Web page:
This dimension covers, with respect to the statistics, their proximity between an estimate and the unknown true value.
The accuracy and reliability of the dataset underpinning the analyses in the report is ensured by a rigorous validation procedure. Further details are provided in Validation of National Child Measurement Programme data.
As records are submitted, the NCMP system checks that all mandatory data items have been provided and data validation rules have been met.
- Records with missing data items are rejected.
- Invalid data items (e.g. incorrect ethnicity codes) are rejected.
- Unexpected data items (e.g. “extreme” heights) generate warning flags that require LA confirmation.
The NCMP system provides LAs with real-time data quality indicators throughout the collection period. Indicators breaching the data quality thresholds are highlighted. This enables LAs to monitor the quality of their data during the collection period and take action if necessary. The data quality thresholds are provided in the validation document mentioned above. The LA’s NCMP Lead is required to sign off these indicators as part of finalising their data at the end of the collection. Indicators breaching the thresholds require the NCMP Lead to provide a breach reason before it is possible to finalise the submission.
The performance of LAs against these data quality measures is published in Data Quality Table A alongside the national report.
In recognition of the effect of natural year to year variation, confidence intervals are included around the prevalence estimates in the tables and these should be considered when interpreting results. A confidence interval gives an indication of the sampling error around the estimate calculated and takes into consideration the sample sizes and the degree of variation in the data. They are used to determine whether any differences in prevalence figures are likely to be real or due to natural variation.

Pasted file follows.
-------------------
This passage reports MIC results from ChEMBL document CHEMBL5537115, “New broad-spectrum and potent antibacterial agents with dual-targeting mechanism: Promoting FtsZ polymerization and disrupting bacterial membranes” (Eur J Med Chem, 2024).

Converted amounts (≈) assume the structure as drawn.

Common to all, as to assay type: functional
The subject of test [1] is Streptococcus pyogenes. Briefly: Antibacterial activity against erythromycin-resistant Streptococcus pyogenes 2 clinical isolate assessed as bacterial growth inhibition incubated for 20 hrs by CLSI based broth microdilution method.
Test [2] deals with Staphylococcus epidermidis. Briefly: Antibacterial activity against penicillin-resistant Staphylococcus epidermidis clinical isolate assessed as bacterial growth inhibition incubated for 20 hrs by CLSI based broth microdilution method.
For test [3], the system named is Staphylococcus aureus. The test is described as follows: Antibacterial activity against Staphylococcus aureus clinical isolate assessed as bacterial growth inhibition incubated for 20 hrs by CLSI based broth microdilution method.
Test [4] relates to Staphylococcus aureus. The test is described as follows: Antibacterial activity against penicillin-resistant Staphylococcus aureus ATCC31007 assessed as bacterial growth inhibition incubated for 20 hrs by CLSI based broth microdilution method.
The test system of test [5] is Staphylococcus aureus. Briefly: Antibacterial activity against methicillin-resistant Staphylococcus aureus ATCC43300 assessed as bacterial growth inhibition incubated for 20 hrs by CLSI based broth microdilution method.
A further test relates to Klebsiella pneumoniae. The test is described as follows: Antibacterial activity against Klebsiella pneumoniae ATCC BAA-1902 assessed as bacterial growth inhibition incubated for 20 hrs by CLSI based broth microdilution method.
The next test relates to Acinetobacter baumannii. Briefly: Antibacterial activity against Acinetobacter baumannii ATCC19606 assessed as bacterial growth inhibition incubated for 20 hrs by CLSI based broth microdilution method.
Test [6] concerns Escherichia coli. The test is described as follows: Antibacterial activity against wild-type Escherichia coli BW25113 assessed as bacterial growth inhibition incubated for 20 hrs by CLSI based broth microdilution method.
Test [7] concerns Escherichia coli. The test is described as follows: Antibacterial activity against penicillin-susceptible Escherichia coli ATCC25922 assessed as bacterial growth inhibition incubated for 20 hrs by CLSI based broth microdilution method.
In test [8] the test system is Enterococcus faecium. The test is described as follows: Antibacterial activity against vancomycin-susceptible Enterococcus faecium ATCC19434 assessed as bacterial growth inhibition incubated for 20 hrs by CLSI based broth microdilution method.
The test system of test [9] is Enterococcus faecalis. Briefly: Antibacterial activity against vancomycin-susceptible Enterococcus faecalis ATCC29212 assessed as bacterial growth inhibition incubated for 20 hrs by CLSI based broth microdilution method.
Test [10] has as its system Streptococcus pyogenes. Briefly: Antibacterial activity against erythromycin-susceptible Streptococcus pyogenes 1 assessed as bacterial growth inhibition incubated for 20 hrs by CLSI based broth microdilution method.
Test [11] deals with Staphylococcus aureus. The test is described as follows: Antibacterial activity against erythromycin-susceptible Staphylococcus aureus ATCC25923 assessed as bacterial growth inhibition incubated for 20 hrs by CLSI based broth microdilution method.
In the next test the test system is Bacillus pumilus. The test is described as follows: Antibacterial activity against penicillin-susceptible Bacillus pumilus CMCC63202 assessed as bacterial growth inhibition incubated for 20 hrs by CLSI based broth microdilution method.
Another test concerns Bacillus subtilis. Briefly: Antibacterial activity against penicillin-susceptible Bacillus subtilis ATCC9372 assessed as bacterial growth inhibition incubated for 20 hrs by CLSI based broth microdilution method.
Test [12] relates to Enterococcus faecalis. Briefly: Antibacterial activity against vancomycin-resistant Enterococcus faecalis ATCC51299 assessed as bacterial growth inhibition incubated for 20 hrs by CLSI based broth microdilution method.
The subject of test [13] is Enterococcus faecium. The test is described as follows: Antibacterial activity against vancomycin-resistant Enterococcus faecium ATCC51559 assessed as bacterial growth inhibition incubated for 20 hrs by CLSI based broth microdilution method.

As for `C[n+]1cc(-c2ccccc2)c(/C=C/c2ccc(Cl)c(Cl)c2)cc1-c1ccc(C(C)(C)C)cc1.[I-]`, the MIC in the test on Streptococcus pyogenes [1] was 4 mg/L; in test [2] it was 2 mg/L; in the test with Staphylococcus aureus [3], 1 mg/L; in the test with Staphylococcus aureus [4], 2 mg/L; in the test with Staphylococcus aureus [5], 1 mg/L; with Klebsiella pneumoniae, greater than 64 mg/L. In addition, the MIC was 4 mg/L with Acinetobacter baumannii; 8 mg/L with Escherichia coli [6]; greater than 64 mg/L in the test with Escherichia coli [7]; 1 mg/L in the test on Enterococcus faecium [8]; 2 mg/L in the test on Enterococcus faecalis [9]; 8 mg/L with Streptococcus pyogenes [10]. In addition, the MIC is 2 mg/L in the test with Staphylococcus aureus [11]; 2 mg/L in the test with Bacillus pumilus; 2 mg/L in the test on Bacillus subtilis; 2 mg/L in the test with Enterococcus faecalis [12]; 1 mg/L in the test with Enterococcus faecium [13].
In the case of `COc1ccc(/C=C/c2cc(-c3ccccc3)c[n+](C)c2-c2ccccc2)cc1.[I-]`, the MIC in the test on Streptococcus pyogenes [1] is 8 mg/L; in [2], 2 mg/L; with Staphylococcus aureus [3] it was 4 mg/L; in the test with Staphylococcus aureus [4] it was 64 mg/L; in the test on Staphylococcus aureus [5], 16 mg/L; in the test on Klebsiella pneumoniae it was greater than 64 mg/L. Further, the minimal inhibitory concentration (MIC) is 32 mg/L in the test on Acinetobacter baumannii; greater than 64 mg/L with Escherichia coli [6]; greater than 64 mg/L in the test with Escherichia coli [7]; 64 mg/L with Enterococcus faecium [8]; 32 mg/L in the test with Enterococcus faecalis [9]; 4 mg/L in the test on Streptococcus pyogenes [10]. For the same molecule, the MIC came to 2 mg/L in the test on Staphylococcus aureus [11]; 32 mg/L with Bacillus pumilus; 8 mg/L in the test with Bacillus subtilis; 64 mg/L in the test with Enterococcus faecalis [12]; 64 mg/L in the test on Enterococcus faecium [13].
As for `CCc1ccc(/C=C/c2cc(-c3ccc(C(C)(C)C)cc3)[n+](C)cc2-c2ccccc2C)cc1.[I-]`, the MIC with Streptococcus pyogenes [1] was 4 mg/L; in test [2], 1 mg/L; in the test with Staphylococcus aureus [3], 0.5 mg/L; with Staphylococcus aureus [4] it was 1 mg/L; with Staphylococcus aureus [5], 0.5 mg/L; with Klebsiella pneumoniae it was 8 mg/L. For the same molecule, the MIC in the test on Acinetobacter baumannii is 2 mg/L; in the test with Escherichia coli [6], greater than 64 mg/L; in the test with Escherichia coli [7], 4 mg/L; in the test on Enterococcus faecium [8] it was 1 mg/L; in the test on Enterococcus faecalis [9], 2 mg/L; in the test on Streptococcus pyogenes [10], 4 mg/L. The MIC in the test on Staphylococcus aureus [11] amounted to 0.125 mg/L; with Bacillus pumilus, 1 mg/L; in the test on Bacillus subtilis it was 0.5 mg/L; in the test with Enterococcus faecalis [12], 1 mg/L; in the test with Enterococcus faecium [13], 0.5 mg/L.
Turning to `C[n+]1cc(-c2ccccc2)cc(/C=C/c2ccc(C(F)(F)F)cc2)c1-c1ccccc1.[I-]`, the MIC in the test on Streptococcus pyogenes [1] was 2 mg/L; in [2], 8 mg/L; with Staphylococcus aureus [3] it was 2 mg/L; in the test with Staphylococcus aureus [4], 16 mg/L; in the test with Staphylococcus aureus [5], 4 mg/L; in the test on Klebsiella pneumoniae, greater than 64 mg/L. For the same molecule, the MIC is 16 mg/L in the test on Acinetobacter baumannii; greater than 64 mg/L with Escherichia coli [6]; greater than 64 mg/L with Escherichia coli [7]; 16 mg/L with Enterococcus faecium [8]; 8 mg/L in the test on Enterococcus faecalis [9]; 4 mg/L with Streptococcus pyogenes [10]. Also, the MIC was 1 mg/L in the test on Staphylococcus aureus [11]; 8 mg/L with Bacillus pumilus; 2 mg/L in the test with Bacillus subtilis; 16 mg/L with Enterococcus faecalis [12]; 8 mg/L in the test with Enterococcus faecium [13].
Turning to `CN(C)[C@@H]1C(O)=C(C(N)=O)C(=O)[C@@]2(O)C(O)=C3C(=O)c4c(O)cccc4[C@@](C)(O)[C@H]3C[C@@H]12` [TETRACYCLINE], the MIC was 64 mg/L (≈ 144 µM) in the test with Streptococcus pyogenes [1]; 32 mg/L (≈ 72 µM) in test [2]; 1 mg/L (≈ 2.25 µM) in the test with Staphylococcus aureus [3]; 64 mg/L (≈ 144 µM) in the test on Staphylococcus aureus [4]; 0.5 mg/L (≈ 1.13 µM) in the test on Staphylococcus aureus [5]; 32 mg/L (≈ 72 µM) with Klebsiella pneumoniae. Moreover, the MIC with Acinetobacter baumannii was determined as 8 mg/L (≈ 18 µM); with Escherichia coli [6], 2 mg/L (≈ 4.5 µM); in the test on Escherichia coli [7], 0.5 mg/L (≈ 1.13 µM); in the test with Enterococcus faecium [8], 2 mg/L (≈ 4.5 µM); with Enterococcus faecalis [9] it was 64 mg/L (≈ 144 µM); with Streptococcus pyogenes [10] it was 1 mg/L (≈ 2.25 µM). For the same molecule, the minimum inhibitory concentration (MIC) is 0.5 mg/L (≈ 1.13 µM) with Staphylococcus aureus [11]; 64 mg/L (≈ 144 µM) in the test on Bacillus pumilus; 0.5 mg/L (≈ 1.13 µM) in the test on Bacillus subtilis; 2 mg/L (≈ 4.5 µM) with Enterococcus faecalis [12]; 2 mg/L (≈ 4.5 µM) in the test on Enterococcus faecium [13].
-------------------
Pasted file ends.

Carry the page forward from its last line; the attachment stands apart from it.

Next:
The sample sizes and participation rates for NCMP are usually large (over one million children measured and a participation rate exceeding 90 per cent for the 2008/09 to 2018/19 collections), so the 95 per cent confidence intervals for prevalence estimates at national level are very narrow. The 2019/20 and 2020/21 collections yielded fewer measurements so have wider, albeit still narrow, confidence intervals (see Table 2 of the report tables). This indicates a small margin of potential error. The comparisons that feature in this report have all been tested at a 95 per cent significance level. Where two figures are described as being different (e.g. higher/lower or increase/decrease etc.) the result of the test has determined a statistically significant difference. Further details are provided in appendix E of the publication.
As the data are based on a sample (rather than a census) of pupils, the estimates are subject to sampling error. Appendix D details how to calculate sampling errors for this survey, and the excel tables include true standard errors and design effects calculated for key survey estimates.
In general, attention is drawn to differences between estimates only when they are significant at the 95% confidence level, thus indicating that there is less than 5% probability that the observed difference could be due to random sampling variation when no difference occurred in the population from which the sample is drawn.
The limitations of the survey estimates are discussed in appendix C.